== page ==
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pressure relief valve features

Maintenance of a Boiler’s Pressure Relief Valve

Carrying out basic, regular maintenance on a boiler will ultimately improve the performance of your boiler and increase its longevity. Water heater experts often suggest carrying out maintenance every six months, in order to reduce the chance of leakage caused by mineral and corrosion build up. Here, Fluid Controls offers advice when testing your boiler’s pressure relief valve.

How to test a pressure relief valve

Testing a boilers pressure relief valve is extremely simple. Raise and lower the test lever several times and by doing so, it will lift the brass stem that it’s fastened to. Once the lever has come away from the stem, hot water will rush out of the end of the drainpipe. If the water flows through the pipe, like it should be doing, turn down the water pressure to stop the leak, replace the lever and increase the pressure. However, if no water flows through the pipe, or there is just a trickle of water, you will need to take action.

One of the reasons why the valve may not be operating the way it should be doing is if debris has been lodged, as this may be preventing the valve from seating properly. To fix this, simply operate the test lever several times. If this doesn’t work, you may need to replace the valve.

Why pressure relief valve testing is important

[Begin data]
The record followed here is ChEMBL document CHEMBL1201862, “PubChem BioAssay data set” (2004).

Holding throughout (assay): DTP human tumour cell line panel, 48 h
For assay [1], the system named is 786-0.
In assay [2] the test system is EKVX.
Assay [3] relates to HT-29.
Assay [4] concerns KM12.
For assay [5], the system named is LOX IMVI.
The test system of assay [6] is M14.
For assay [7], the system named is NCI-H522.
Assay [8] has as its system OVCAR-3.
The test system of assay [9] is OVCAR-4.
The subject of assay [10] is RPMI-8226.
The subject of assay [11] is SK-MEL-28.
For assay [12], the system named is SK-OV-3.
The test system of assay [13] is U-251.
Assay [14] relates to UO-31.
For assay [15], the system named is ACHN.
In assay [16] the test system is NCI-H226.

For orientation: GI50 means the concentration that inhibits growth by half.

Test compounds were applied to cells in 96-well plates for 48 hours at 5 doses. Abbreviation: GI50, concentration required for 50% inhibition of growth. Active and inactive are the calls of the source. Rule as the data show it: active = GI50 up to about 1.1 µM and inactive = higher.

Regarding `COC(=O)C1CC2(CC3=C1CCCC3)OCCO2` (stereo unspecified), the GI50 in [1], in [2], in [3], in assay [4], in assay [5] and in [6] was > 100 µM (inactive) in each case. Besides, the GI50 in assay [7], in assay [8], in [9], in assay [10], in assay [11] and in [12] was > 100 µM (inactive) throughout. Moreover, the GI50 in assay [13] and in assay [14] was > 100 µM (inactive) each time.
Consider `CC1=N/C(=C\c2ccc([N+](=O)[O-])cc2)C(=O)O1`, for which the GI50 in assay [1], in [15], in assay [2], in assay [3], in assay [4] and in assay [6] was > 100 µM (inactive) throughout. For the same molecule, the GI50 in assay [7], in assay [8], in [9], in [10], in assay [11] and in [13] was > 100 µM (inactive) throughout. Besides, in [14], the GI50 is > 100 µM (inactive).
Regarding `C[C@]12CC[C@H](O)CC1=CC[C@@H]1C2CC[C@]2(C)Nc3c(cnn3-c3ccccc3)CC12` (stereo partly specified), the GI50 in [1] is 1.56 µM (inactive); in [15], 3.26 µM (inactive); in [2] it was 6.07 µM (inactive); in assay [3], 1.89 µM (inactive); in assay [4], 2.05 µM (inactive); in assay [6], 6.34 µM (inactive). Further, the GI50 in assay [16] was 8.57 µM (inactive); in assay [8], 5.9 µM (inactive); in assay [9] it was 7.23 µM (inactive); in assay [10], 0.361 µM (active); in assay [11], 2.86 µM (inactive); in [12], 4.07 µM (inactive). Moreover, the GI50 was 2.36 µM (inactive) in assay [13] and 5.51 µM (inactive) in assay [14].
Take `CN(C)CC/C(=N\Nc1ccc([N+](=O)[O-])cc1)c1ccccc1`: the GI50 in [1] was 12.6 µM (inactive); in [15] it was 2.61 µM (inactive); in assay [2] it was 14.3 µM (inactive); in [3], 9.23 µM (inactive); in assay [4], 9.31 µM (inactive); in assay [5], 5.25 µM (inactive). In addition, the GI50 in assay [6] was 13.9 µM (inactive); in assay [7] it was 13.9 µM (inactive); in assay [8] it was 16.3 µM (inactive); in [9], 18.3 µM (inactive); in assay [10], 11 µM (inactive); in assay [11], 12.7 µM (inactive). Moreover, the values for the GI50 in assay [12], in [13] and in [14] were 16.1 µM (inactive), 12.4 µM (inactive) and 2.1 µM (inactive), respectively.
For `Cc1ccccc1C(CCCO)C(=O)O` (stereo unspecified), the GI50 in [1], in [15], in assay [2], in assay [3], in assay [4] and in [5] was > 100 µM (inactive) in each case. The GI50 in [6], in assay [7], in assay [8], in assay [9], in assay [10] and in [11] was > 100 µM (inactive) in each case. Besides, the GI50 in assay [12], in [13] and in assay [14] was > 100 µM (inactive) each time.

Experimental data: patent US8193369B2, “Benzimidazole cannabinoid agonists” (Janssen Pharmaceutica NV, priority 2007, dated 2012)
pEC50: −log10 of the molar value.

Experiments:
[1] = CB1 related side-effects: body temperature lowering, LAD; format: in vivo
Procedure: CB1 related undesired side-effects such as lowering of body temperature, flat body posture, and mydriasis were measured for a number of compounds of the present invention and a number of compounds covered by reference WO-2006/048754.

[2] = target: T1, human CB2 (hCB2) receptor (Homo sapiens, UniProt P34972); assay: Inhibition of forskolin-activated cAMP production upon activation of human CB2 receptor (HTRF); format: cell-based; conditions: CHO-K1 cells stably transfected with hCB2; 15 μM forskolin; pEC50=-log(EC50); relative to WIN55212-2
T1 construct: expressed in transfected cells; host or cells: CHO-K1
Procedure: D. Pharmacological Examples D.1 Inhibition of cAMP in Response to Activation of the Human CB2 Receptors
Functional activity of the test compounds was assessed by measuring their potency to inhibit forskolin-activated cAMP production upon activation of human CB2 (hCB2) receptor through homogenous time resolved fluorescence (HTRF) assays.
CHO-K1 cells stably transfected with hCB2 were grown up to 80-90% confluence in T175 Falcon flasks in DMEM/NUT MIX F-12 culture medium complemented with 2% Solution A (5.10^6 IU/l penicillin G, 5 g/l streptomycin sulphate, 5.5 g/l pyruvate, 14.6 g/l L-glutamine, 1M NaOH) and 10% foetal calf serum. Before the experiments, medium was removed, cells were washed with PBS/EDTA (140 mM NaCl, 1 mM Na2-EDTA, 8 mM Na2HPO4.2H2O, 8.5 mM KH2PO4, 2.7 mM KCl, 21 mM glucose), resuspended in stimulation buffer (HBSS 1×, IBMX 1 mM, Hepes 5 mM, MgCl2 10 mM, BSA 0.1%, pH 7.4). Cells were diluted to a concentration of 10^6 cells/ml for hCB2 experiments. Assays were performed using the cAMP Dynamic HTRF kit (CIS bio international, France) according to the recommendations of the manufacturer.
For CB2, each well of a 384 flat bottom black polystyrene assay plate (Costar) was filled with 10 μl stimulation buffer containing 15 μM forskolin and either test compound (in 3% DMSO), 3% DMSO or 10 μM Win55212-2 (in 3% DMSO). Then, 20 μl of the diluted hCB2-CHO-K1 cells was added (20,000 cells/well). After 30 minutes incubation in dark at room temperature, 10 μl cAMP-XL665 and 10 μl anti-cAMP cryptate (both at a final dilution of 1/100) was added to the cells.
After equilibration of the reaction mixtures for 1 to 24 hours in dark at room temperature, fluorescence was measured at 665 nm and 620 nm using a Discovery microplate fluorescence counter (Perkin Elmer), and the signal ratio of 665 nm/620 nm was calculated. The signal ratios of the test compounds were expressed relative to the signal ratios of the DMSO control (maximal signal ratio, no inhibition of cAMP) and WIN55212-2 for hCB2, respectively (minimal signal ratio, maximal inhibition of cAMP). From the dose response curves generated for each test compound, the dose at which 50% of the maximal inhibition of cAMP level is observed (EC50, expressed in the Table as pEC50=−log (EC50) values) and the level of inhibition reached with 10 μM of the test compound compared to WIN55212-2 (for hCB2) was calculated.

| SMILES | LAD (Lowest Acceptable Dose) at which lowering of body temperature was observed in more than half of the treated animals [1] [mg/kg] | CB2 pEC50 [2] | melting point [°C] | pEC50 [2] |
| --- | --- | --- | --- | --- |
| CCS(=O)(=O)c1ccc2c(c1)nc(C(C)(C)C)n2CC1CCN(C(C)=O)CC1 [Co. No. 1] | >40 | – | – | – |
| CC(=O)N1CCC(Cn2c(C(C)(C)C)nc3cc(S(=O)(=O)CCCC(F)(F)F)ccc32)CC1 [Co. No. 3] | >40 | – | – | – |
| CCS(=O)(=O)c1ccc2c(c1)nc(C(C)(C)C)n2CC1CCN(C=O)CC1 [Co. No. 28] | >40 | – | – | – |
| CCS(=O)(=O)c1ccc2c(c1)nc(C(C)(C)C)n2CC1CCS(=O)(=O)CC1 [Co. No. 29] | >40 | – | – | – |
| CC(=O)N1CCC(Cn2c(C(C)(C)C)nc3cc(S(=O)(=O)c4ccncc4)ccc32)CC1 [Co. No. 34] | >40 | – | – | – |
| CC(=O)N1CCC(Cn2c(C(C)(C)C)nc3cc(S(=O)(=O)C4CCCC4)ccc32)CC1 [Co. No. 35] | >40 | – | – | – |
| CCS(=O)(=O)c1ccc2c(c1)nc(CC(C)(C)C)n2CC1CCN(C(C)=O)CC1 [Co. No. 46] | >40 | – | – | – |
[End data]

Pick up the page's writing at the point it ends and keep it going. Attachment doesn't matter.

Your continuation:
A pressure relief valve is an important safety aspect of any boiler. The component contributes to the effective function of a boiler. By pressure relief valve testing every six months, you can troubleshoot any problems and get them fixed as necessary.

One of the main reasons why a pressure relief valve will become non-operational is due to a buildup of mineral salt, rust and corrosion. Finding these problems sooner will make them easier to combat and ensure your boiler performs optimally for the foreseeable future.

Testing a boilers pressure relief valve

There are a number of factors to look out for when testing a pressure relief valve, including:

• Pipe length
The pipe leaving the valve should be the same diameter as the exhaust port of the valve.

• Pipe material
The pipe should be made from a material that is resistant to heat, such as copper. Most boilers will already utilise this material, but if not, it is important to get it fixed.

• Drainpipe direction
The drainpipe should travel slightly downhill, from where the valve starts to where it terminates, finishing between 6 and 24 inches above the ground.

Pressure relief valves are an important aspect of any machinery where media is being used at high temperature or pressures. Fluid Controls are leading suppliers of pressure relief valves from Parker, suited to industrial applications. For more information, please contact (0)118 970 2060 or email fluid@fluidcontrols.co.uk.

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